septiembre 8, 2015
Going after the BRICS
Just how exactly are emerging countries threatening to drag the world into a new recession, if they are the ones who sustained the growth of global economy?

 

It is not economics: it is geopolitical, stupid.

Do you remember my speech at the Stock Exchange in its 161 anniversary last August 26?

Do you remember when I argued that due to the geopolitical struggle some are trying to  transfer the crisis to BRICS (Brazil, Russia, India, China and South Africa)? …

¿Do you remember when I said that knowing what happens in the world is very important, but understanding it is even more important so that nobody can deceive us? Our vision, which is not capricious, is that the crisis is being transferred violently to BRICS. 

If you’re not convinced, I invite you to read this article from the Financial Times, dated August 31.

Needless to say, the Financial Times is one of the three most important economic newspapers in the world.

Title: «Emerging: It’s time to fix a broken model. As exports slow and foreign capital takes flight, developing nations must act to avert a crisis.»

The article is signed by James Kynge and Jonathan Wheatley. I recommed its full reading, it is really impressive. 

«The dynamic economic models that allowed developing nations to haul the world back to growth after the 2008-09 financial crisis are breaking down — and threatening to drag the world back towards recession Unreal.

Just exactly where did Lehman Brothers go bankrupt in 2008? Where was the crisis of subprime mortgages and? Where is located the Bears bank from which directors where arrested and handcuffed?

And how exactly are emerging countries threatening to drag the world into a new recession, if they are the ones who sustained the growth of the global economy long before the crisis of 2008?

A financial crisis that still persists and moves precisely to emerging countries. Saying that emerging economies are now threatening to drag the world into a new recession, is quite simply FALSE.

The world was dragged into the crisis of 2008 by financial speculation, and has not  recovered yet. What do the BRICS have to do with that? Other than victims, there is no other qualification for them.

Further on the article there are four paragraphs so downright shameless they belong in the Guinness Records.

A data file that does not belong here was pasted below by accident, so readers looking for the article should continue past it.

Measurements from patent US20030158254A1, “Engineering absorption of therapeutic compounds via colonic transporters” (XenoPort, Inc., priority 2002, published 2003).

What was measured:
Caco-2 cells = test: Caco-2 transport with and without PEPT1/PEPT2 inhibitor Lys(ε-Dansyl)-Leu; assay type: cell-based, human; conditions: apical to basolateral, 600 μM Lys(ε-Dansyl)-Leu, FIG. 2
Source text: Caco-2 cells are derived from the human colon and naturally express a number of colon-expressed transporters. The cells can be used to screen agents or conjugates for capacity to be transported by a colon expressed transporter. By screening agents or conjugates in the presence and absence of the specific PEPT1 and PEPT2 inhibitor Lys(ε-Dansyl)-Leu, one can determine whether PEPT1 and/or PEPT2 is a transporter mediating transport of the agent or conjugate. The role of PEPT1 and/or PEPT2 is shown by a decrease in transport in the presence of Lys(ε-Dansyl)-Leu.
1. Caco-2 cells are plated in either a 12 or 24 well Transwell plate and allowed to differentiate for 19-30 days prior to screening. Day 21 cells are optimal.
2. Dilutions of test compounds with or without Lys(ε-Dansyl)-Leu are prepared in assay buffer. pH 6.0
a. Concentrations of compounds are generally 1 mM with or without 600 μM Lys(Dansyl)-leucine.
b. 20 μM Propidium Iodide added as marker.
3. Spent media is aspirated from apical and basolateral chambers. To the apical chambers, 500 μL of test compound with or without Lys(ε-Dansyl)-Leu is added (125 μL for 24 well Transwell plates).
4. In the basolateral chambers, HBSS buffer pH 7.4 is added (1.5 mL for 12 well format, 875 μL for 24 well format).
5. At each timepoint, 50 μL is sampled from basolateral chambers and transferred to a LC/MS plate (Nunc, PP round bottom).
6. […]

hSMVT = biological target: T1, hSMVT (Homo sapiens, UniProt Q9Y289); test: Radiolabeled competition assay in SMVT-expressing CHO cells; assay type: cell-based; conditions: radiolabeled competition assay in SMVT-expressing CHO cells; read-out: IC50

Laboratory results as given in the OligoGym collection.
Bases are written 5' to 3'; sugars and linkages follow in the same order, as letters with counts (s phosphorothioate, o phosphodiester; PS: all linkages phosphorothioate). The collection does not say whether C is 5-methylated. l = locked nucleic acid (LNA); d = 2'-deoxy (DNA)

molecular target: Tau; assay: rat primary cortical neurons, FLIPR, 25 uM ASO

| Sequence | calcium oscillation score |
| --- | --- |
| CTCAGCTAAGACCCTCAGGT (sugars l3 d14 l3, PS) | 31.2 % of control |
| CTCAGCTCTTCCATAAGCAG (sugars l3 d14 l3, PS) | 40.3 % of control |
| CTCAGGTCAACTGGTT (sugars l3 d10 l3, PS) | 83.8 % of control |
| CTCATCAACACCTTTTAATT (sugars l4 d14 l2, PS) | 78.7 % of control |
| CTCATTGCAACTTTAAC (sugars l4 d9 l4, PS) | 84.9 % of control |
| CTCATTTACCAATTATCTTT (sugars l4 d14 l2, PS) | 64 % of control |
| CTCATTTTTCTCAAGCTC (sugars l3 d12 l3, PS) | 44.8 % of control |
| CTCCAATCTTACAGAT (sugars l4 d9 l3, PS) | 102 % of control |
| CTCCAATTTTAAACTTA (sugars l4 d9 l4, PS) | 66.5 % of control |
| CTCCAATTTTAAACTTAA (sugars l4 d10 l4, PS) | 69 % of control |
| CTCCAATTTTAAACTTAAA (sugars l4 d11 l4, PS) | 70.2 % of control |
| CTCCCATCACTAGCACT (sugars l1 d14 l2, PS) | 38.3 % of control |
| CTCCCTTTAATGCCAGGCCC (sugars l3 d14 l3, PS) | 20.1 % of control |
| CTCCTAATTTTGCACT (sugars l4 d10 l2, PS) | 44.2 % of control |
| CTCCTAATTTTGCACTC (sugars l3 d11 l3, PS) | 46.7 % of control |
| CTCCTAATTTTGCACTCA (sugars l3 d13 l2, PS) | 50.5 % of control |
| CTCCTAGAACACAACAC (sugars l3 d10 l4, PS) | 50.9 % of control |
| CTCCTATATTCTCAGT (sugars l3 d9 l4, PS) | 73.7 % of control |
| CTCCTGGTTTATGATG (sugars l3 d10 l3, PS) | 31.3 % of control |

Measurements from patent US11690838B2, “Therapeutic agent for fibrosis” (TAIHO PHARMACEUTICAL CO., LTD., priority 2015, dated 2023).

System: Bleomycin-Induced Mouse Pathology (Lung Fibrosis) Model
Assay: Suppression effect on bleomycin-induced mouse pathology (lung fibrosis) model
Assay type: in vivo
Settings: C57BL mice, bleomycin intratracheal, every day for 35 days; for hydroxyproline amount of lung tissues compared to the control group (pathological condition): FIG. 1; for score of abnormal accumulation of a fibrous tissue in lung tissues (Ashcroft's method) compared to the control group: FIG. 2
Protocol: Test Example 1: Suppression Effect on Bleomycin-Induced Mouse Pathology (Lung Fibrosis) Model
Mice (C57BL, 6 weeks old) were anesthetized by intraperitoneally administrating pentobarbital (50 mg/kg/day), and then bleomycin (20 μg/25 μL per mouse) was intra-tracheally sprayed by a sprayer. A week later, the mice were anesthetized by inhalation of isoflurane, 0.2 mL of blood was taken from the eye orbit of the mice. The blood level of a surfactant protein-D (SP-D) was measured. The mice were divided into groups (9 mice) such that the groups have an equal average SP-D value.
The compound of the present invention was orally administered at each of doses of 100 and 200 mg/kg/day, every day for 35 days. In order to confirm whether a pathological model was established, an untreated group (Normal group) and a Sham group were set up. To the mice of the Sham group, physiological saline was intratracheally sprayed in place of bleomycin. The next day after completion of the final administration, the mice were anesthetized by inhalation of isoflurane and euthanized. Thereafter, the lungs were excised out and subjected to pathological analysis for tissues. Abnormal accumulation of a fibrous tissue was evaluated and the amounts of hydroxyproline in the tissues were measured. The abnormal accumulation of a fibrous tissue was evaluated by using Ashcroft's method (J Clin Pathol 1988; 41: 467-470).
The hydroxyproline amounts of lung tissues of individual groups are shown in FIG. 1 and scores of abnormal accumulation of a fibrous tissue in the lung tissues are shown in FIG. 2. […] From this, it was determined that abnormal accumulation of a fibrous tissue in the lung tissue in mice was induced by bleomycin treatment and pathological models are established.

1st paragraph:

The growth models are challenged overall and exhausted in some countries,” says Mohamed El-Erian, chief economic adviser to Allianz, and chair of US President Barack Obama’s Global Development Council. “It is not just that emerging market growth has slowed . . . the weakness in emerging markets disrupts the economies of the west and makes its challenges harder to face.”

In other words, the crisis that broke in 2008 with a financial bubble was suffered by emerging markets, but it is them who now disrupt western economies. Or should I say  developed countries economies, see, the West is also Greece.

Amazing. If the words of the chair of US President Barack Obama’s Global Development Council are not enough, there is also Neil Shearing.

2nd paragraph:

Neil Shearing, chief emerging market economist at Capital Economics, sees a similar problem. “The models of growth that served the largest emerging markets so well over the past decade have broken,” he says, naming the powerful Bric (Brazil, Russia, India and China) countries as examples.

Why not mention reason to South Africa? The 3rd paragraph may explain the omission:

China has become too reliant on investment and exports, he says, while failing to give sufficient support to consumer spending. Brazil has had almost the opposite experience, becoming too reliant on consumer spending at the expense of savings and investment. Russia is over-reliant on oil, while in India red tape and bureaucracy weigh heavily on investment and productivity. (sic)

To sum up, then, the problem is that China invested and exported without consuming much, while Brazil was consuming too much and that affected investments. Russia seems to be too oil-dependent. (Although the article does not elaborate on why are oil prices and commodities prices going down.) India is burocracy ridden, affecting productivity and investment, while South Africa, who knows, perhaps their problem is the color of the population (?).

The 4th and last paragraph should be read, better yet, understood, by some of our local  politicians:

“The emerging market model is predicated on capital inflows but the cycle is now turning because US dollar liquidity growth is slowing,” says Atul Lele, chief investment officer at Deltec International Group, an asset management company. “This is pretty close to a crisis and it is going to get worse.”

Basically, he is saying that there will not be productive investments in dollars for developing countries. This is why we insist on debt reduction, re-industrialization, internal market, investment in research and development, etc …

¿Do you see why it is imperative that we understand what is happening in the world while in our country hegemonic media and its economic spokespersons deliberately and neatly hide this international context every day, every week, every month, every year?

Hopefully a thorough reading of the article will help. There is a paragraph on commodities, export and currency devaluation that is simply priceless ….

Go ahead, here is the link. 

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